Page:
CHOOSING TO BE GREAT. . .

Greenleaf writes: Everyone – literally everyone – within his sphere of influence has the chance for true greatness. Whether one makes it or not depends on what one chooses to be, within the circumstances where one now is. The opportunity for true greatness is never in the greener pastures elsewhere. It is always where one now is and within the range of choices available there. Some kinds of achievement are more available in one place than another, but not personal greatness. This is of the moment, where one is at the moment.

What is the definition of ‘Great’? The following words are all listed as definitions for ‘Great’: first-rate, notable degree, highly significant, distinguished, noble character.

Greenleaf reminds us that each of us has choice – ‘having choice’ is one of Greenleaf’s recurring themes. Because we each have choice, we are, therefore, unconditionally response-able and responsible. We have the choice to be great. Really!? Well, it depends upon how one defines the term ‘great.’ The defining words I listed above make it possible for most of us, where we are, to choose to be great. Here are a few examples.

Many years ago I met a doorman at the Marriott in Cambridge, Massachusetts – Phil Adelman. When you met him you knew that he was ‘first-rate,’ ‘notable,’ ‘significant,’ ‘extra-ordinary’ (i.e. distinguished from the run-of-the-mill doormen), and of ‘noble character’ (he was truly ‘a character’). He ‘emotionally’ owned his role; it was – in his words – his ‘calling.’ When I was young our family (and many other families) would go to a certain restaurant simply because Mary Kelley was a waitress there. She continues to be the waitress (now wait-person) that I measure all other wait-persons against. I also knew an executive secretary that literally ran the business – if it weren’t for her the owner would not have been deemed a ‘successful businessman’.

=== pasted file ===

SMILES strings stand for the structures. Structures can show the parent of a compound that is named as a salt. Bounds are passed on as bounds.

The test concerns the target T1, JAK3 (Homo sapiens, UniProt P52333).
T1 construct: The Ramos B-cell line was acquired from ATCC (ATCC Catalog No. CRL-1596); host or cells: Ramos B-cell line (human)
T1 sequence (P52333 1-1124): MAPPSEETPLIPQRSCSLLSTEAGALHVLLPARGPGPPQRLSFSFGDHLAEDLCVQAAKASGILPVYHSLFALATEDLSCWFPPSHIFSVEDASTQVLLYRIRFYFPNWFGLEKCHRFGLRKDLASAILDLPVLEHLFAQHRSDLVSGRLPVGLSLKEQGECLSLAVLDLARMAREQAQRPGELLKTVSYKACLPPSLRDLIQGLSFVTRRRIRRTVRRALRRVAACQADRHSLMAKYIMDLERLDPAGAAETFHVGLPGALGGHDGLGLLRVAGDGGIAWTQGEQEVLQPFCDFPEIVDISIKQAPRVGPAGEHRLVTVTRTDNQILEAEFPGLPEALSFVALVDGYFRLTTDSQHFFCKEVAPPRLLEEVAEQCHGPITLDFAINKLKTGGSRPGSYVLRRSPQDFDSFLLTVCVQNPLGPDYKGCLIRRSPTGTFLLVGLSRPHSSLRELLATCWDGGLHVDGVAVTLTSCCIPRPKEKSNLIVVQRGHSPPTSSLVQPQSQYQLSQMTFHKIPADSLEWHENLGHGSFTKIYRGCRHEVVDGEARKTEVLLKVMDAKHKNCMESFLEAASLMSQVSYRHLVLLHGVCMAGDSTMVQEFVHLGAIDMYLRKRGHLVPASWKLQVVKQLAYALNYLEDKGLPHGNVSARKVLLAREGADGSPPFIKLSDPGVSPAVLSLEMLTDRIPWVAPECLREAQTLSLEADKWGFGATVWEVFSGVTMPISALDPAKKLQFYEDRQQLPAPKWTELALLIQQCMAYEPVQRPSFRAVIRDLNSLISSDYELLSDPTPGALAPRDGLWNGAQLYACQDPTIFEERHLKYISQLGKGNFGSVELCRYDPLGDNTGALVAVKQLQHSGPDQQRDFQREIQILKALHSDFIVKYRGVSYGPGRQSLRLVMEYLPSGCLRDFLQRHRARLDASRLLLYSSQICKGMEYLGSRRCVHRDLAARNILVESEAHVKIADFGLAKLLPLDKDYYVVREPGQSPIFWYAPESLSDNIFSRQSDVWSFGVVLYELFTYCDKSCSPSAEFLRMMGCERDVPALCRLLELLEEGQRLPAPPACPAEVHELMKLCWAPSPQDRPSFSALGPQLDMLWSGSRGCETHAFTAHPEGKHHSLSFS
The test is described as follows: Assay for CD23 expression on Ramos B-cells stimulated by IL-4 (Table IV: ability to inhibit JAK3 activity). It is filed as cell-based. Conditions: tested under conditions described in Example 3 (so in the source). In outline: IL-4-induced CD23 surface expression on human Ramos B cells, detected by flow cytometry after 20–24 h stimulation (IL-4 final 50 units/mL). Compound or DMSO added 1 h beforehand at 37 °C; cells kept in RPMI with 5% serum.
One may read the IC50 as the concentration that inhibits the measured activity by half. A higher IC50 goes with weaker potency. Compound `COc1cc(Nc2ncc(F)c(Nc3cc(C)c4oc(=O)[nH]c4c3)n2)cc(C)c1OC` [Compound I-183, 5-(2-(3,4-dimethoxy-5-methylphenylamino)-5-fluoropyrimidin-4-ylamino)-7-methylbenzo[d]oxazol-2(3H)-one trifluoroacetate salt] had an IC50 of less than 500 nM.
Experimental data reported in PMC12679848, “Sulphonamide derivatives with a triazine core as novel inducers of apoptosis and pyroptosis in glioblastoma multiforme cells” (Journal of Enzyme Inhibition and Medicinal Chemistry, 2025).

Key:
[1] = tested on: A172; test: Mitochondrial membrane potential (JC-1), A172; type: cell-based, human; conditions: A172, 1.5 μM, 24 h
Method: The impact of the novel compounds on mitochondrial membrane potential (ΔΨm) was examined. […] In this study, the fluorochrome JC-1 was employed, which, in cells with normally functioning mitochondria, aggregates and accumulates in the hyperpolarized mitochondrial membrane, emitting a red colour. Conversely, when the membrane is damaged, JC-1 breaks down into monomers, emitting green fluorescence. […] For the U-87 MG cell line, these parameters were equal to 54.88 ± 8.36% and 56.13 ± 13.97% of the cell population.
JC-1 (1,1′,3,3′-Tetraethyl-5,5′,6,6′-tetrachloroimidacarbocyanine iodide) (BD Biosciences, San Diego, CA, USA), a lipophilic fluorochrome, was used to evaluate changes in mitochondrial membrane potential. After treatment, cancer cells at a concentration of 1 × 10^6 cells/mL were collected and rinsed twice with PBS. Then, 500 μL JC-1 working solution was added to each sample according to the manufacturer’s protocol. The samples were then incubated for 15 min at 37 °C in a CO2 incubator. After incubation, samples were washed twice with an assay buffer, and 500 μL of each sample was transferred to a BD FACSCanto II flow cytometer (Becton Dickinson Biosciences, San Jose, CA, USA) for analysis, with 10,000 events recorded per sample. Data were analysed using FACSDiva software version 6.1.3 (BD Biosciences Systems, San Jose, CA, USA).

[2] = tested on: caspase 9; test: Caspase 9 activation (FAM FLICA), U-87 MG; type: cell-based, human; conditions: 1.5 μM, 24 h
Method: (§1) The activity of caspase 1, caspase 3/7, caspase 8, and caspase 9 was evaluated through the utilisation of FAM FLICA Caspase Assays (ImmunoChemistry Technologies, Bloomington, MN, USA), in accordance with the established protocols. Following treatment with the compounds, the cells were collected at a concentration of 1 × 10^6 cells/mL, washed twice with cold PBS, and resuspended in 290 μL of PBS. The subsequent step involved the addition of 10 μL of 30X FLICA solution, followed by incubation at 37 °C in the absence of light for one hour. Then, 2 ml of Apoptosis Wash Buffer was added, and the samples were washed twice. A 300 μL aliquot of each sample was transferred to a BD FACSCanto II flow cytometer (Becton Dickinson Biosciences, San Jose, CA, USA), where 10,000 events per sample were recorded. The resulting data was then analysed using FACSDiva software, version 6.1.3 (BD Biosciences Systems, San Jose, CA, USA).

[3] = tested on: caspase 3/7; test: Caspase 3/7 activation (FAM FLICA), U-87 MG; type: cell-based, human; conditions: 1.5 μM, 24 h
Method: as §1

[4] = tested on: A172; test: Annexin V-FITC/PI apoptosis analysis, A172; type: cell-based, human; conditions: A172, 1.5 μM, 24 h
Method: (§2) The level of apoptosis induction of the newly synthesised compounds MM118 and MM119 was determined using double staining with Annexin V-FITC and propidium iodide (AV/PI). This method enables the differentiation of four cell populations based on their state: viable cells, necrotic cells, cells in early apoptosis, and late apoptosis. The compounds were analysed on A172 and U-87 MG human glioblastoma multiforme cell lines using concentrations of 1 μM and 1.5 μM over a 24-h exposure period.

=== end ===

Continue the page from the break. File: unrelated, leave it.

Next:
My hunch is that many of us know such remarkable people. They are the role-models for us. Sadly, there are not as many of them as we need and, paradoxically, there are many more of them than we know about. Why? Simply because they live out Greenleaf’s description: They influence where they are. The parent, the teacher, the doorman, the waitress, the janitor, the secretary, the firefighter, the police officer, and the mailman (when I was young, we had a ‘great’ mailman that served our neighborhood and the man who has been delivering my mail for these past 15 years is another role-model for me).

Why don’t more of us choose to be great? Perhaps because we have adulterated the concept. Perhaps the concept has become meaningless for us post-modern folks. On the other hand, I think that many of us ‘know’ we are in the presence of greatness when we experience a great person – all we have to do is pause, step back, reflect a moment and we will recognize the great person.

Will I choose to be great? Will you, gentle reader, choose to be great?

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